This is a scope review based on the protocol proposed by the Joanna Briggs Institute8, developed from the following steps: elaboration of the research question; identification of relevant studies, selection of studies; data mapping; separa tion, summarization and reporting of results; and communicating results. The report of this review followed the recommendations of the Preferred Reporting Items for Systematic Reviews and Meta-Analyses Extension for Scoping Reviews (PRISMA-ScR) guidelines®.

To guide the research, the question 'What is the knowledge produced on the umbilical cord milking by international literature?' was formulated, based on the patient, concept, and context (PCC)8, defining: P - newborn/infant; C - umbilical cord milking; C - birth.

The articles were searched by people with previous experience in this type of research in the nursing area in the following databases: Medical Literature Analysis and Retrieval System Online (MEDLINE), SciVerse Scopus (SCOPUS), Cumulative Index to nursing and allied health literature databases (CINAHL) and Web of Science (WOS). The search was carried out using the controlled descriptors [Descriptores en Ciencias de la Salud (DeCS), Medical Subject Headings (MeSH) and CINAHL Heading], and uncontrolled (keywords), namely: infant, newborn, umbilical cord milking, placental transfusion and umbilical cord blood. The crossings were performed with the Boolean operators AND and OR.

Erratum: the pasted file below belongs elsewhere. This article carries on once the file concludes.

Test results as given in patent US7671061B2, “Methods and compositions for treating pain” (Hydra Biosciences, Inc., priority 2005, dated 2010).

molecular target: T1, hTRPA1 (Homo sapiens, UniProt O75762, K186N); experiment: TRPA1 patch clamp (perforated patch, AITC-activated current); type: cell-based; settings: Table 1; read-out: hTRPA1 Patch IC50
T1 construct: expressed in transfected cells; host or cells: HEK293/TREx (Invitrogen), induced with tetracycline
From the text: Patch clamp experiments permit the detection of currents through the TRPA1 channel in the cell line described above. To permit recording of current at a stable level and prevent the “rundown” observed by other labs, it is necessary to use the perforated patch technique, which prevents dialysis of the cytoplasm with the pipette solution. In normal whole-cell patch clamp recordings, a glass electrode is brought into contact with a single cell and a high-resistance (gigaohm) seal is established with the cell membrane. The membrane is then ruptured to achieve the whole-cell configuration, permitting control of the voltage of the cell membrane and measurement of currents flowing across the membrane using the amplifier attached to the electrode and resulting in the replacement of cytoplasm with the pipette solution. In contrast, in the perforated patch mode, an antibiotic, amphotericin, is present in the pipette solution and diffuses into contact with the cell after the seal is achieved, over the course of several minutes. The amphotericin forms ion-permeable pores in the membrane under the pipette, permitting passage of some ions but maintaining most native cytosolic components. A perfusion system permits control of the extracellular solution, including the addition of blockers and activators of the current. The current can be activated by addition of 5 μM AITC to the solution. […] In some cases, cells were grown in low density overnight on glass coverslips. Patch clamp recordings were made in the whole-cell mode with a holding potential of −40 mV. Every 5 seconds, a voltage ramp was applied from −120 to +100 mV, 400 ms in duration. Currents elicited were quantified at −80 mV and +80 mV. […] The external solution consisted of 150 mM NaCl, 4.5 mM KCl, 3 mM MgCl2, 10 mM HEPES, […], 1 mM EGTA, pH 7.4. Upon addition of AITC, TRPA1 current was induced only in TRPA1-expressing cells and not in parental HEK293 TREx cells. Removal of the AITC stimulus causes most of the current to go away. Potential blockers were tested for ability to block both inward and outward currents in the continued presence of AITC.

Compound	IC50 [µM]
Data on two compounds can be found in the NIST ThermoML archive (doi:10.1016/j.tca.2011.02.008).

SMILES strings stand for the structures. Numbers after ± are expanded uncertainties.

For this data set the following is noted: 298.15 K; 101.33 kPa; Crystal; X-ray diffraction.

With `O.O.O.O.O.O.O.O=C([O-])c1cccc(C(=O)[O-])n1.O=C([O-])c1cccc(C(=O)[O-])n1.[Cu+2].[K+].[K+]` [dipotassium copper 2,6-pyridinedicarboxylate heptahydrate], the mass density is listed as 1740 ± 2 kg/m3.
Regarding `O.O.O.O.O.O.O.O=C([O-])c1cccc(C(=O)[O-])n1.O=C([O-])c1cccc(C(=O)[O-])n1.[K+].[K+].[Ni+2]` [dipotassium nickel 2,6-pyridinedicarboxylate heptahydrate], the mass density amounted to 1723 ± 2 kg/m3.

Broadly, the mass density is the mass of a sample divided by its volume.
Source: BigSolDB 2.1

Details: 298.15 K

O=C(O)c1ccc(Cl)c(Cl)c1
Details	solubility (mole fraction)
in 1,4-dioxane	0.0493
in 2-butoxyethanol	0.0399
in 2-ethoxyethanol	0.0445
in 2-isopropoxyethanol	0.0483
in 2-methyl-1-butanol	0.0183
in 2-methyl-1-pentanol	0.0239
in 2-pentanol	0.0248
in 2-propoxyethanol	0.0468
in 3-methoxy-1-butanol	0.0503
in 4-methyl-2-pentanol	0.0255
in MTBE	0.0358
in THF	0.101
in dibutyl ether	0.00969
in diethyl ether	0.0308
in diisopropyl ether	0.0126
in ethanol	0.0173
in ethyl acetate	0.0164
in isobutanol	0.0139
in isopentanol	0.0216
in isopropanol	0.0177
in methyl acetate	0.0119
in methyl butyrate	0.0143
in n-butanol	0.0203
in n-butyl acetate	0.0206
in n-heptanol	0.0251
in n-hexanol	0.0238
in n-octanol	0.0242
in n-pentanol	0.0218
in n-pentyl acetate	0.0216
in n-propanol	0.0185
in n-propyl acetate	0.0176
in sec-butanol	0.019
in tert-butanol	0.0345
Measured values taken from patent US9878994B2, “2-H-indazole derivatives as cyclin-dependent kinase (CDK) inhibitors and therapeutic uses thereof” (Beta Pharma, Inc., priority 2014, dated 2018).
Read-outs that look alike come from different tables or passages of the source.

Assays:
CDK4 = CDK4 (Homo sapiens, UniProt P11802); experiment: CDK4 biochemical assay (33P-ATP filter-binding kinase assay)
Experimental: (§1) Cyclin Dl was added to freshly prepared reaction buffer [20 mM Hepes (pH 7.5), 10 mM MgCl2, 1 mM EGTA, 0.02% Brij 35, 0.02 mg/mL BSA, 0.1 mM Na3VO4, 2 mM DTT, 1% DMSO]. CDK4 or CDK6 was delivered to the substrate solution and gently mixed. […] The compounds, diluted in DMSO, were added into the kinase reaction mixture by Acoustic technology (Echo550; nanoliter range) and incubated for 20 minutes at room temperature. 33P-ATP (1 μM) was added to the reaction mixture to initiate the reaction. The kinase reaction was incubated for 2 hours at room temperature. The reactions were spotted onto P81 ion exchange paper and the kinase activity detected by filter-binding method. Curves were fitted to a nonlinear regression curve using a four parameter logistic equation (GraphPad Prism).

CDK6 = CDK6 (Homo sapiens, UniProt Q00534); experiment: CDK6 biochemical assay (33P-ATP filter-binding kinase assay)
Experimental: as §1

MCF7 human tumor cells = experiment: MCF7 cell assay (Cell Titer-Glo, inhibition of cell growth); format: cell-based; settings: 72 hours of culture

The first study search process was carried out in October and November of 2019. In February 2022, an update of the search was carried out with studies published between November 2019 and February 2022. The research was carried out by two independent researchers, in order to identify the differences in the findings and include as many studies as possible. Subsequently, the identified articles were compared and, in case of disagreement, sent to a third researcher for a consensus.

The selection of studies was based on the following inclusion criteria: original articles, in English, Spanish or Portuguese, no publishing time limits. We chose not to limit the time to know more comprehensively everything that has already been produced on the theme. Review articles, repeated articles, which were not found in full and did not answer the guiding question, were excluded. The search engine and the number of articles collected in the different databases are shown in Table 1.